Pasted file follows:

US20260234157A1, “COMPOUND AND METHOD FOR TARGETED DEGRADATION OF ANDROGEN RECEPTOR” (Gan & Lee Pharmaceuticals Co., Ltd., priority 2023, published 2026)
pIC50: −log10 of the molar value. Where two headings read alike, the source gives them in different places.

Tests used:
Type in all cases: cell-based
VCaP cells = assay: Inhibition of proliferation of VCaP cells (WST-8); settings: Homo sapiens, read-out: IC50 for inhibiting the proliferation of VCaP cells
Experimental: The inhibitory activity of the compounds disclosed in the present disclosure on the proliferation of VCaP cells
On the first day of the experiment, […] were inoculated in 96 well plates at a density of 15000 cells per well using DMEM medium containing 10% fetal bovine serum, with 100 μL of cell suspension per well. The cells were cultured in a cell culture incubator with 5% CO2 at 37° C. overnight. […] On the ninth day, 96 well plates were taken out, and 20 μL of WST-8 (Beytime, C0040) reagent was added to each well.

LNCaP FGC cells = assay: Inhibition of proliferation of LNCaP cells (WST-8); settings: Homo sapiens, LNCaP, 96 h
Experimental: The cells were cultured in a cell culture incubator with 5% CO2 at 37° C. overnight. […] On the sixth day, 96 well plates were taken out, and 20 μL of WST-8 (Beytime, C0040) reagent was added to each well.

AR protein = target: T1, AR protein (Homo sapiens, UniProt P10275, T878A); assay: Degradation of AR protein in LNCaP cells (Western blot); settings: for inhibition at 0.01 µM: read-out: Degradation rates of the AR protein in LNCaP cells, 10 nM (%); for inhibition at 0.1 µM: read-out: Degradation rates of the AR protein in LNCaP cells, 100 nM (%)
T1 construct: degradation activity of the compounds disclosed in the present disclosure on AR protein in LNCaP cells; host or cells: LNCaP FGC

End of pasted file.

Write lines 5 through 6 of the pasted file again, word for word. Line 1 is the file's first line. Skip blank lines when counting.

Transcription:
VCaP cells = assay: Inhibition of proliferation of VCaP cells (WST-8); settings: Homo sapiens, read-out: IC50 for inhibiting the proliferation of VCaP cells
Experimental: The inhibitory activity of the compounds disclosed in the present disclosure on the proliferation of VCaP cells